Amil Shah, MD, of Harvard Medical School, discusses the utilization of echocardiography - often the first step for the indication of heart failure with preserved ejection fraction - to diagnose patients with the condition and separate them from other morbidities.
Amil Shah, MD: Transthoracic echocardiography is usually the first-line imaging test when clinicians have a suspicion of heart failure with preserved ejection fraction. I think kind of the most salient things that came out in looking into this topic is threefold.
First, that the classic structural changes that we tend to associate with heart failure with preserved ejection fraction, while indicative of that state, are actually not present in the majority of those patients. So left ventricular hypertrophy, we can't use as a screen to say someone does or doesn't have this condition. The second is that when we think about using diastolic assessments by echo - which is the way we most commonly assess diastolic dysfunction in our patients - it's very important to interpret the numbers we get in the context of the age of the patient. And if we do that appropriately, I think the utility and prognostic value of those measures increase substantially. Then the third is that, even though we call it heart failure with preserved ejection fraction, many of these patients actually have abnormalities of systolic function and if we can recognize those it may help us identify the people who actually have this syndrome versus those who are short of breath for other causes and tell us more about how they're going to do in the future.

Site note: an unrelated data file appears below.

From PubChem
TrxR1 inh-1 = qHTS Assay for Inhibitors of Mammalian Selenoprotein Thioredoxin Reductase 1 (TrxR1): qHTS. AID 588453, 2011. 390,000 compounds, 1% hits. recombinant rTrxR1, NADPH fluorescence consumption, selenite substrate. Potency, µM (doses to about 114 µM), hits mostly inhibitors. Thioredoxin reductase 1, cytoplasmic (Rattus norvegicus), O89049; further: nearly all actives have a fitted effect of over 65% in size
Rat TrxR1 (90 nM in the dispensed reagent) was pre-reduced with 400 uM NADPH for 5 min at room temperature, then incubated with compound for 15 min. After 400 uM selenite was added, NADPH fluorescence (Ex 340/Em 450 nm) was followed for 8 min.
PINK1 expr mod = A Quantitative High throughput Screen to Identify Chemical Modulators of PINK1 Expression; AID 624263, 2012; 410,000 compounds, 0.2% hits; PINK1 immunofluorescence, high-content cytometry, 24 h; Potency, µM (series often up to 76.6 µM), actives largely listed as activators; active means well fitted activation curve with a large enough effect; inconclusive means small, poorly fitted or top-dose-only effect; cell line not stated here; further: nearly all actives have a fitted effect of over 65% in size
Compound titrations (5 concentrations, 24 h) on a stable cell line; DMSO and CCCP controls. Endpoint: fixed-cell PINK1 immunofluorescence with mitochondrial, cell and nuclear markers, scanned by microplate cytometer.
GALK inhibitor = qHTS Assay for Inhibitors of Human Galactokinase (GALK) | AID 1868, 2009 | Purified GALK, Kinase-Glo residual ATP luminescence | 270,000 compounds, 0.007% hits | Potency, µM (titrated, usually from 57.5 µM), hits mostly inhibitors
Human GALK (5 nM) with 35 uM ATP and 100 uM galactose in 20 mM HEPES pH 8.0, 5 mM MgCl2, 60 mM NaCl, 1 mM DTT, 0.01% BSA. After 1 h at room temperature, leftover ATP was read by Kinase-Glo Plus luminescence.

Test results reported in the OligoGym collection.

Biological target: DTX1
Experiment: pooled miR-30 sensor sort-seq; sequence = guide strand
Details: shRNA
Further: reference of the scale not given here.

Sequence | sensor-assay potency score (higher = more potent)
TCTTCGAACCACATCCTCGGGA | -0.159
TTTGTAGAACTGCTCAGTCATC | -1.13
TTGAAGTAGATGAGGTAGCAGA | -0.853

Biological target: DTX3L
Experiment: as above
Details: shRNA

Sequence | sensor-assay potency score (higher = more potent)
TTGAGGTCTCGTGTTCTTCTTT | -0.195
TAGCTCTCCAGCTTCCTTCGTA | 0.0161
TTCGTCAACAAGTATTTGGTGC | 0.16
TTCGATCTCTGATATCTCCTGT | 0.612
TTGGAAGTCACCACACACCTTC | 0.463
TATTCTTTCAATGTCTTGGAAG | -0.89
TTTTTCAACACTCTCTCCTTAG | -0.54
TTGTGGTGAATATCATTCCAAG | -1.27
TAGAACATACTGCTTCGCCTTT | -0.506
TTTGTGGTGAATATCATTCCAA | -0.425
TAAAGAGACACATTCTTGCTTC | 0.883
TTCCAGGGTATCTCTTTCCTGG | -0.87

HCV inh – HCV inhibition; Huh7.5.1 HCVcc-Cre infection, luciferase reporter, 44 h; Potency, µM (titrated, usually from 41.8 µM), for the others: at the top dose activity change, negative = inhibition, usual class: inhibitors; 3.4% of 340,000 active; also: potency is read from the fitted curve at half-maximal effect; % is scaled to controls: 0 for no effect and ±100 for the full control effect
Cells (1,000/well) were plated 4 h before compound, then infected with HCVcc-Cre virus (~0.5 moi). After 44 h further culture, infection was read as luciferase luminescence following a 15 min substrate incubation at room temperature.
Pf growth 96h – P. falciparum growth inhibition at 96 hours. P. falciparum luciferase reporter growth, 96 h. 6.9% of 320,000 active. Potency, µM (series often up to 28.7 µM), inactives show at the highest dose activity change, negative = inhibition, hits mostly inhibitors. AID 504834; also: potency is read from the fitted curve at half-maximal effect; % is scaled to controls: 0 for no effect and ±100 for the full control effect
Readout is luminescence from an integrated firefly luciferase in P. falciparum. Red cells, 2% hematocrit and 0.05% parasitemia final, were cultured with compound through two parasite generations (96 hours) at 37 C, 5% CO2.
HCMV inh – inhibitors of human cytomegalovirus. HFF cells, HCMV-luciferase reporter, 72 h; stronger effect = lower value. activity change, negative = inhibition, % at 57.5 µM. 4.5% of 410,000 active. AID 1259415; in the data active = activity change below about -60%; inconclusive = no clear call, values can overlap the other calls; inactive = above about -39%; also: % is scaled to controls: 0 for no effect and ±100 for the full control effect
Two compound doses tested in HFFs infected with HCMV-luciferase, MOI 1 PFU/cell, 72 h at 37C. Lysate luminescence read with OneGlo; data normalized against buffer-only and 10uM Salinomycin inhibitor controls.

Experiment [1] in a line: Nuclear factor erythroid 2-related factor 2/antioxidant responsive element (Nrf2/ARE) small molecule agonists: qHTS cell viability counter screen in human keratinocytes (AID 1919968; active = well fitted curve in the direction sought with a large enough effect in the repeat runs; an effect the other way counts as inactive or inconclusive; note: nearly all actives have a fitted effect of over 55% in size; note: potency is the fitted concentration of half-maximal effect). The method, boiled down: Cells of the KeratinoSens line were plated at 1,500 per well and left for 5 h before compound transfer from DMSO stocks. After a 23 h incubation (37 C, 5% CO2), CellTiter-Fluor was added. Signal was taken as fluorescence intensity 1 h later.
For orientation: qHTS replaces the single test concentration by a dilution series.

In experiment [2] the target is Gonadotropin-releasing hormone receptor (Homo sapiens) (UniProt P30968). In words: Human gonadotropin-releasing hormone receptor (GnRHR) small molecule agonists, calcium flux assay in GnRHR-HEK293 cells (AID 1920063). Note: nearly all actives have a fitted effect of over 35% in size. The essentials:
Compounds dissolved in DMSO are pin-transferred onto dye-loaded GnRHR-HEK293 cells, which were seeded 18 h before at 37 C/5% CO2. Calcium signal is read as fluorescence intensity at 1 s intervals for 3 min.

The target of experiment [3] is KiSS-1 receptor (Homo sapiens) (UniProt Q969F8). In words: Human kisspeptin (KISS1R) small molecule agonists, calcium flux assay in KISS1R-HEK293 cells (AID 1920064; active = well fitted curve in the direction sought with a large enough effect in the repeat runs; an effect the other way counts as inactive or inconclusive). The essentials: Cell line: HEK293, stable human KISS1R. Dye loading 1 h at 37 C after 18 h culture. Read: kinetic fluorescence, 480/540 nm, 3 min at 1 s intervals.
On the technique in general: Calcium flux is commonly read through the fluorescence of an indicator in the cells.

I think the major clinical implications are that, first of all, there are things that we can learn on the echo in someone that we have a concern for potential HFpEF, beyond just that the ejection fraction is normal and that the patient doesn't have severe valvular disease. But, the second is that a lot of the things that are informative are somewhat subtle. So things like mild increases in wall thickness, these abnormalities in Doppler patterns for diastolic function, and even the systolic abnormalities that we don't always routinely measure. So for the clinician who really has a concern, it may not be enough to just get an echo and read the report. There may be utilities for actually going to the person who interprets the study, and looking at the study in the context - specifically of that clinical question - because a lot of these abnormalities can otherwise be subtle on an echo.